Both the State House and Senate had several session days in January passing items related to re-districting, firearm preemptions, a new board to oversee rural broadband, municipal advertising limits, cyber security for state agencies and liability for snow removal on vehicles.
The Governor’s budget address is scheduled for February 8th and he potentially telegraphed portions of his speech during a recent press conference with local officials where he detailed the improvements to the Commonwealth’s financial situation while he has been Governor.
“The financial strength of our commonwealth right now is proof that Pennsylvania can and must invest in schools, health care, and creating good jobs while still saving for a rainy day,” said Gov. Wolf. “We need to keep investing in the people of Pennsylvania. That is how we change lives, and it is how we put our commonwealth on the path to a better future. Now is the time to step up, seize the moment and make generational investments that will put Pennsylvania on a path of prosperity for years to come.”
The Governor also stated he has been given bad press because he is not a “showboated” but stated he would “take credit” for the turnaround of the commonwealth’s finances.
The Governor also highlighted that the Rainy Day Fund contains $2.8 billion to protect Pennsylvania against future emergencies, and the Independent Fiscal Office projects the current Administration will transition a budget surplus to the next Governor.
The Governor also held a press conference with US Secretary of Transportation, Pete Buttigieg where they announced Pennsylvania is going to receive $1.6billion in federal funds for bridge maintenance.
“This is a historic investment for Pennsylvania, and for our nation,” said Gov. Wolf. “Thank you to the Biden Administration for their steadfast leadership and for their commitment to Bipartisan Infrastructure Law. Strong infrastructure is critical to the quality of life for all Pennsylvanians, especially strong, safe bridges. Bridges are the lifelines that connect our communities to one another, while modern, reliable infrastructure is essential for Pennsylvania-based businesses to expand.”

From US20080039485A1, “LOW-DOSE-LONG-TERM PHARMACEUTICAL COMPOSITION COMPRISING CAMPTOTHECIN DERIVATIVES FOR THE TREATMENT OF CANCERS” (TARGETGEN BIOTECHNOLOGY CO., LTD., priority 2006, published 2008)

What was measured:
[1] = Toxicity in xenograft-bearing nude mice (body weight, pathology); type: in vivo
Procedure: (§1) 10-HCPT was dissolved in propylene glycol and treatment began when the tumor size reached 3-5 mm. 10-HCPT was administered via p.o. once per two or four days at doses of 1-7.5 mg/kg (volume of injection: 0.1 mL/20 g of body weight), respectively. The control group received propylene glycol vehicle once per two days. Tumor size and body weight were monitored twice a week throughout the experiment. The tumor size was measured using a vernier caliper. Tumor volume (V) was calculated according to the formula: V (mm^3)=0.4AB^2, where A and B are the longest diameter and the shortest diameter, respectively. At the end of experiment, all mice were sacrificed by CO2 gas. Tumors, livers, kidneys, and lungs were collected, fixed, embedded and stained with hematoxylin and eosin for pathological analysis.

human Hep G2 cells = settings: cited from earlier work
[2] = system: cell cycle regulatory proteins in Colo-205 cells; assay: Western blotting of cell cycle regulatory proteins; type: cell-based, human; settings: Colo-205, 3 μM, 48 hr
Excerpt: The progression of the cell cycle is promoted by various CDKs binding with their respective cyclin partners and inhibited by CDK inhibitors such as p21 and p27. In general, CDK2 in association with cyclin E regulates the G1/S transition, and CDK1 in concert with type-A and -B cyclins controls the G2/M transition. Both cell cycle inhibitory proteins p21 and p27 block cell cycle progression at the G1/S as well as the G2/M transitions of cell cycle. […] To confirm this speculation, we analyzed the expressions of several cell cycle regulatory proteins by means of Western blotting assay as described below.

The Administration detailed that the federal Bipartisan Infrastructure Law includes an incentive for states to direct the new Bridge Formula Program funds to off-system bridges owned by a county, city, town, or other local agency. While states normally must match federal funding with up to 20 percent state or local funding, the guidance issued today notes that federal funds can be used for 100 percent of the cost of repairing or rehabilitating such locally owned off-system bridges. The Bipartisan Infrastructure Law is a once-in-a-generation investment in infrastructure, which will grow the economy, enhance U.S. competitiveness in the world, create good jobs, and make our transportation system more sustainable and equitable. Specific to the FHWA, the Bipartisan Infrastructure Law provides more than $350 billion over five fiscal years for surface transportation programs.
In mid-November, President Joe Biden signed a $1.2 trillion Infrastructure Investment and Jobs Act package that was passed by Congress. The package contains $550 billion in new spending over five years for mass transit, roads, bridges, rail, electric vehicle charging stations, broadband, lead pipes remediation and waterways. It is funded in part by the Corporate Profits Minimum Tax that would impose a 15% tax on corporations that report more than $1 billion in profits. The final vote was 228-206. Thirteen Republicans voted with the majority of Democrats in support of the bill, though six Democrats voted against it. Pennsylvania will receive $17.8 billion in funding which includes: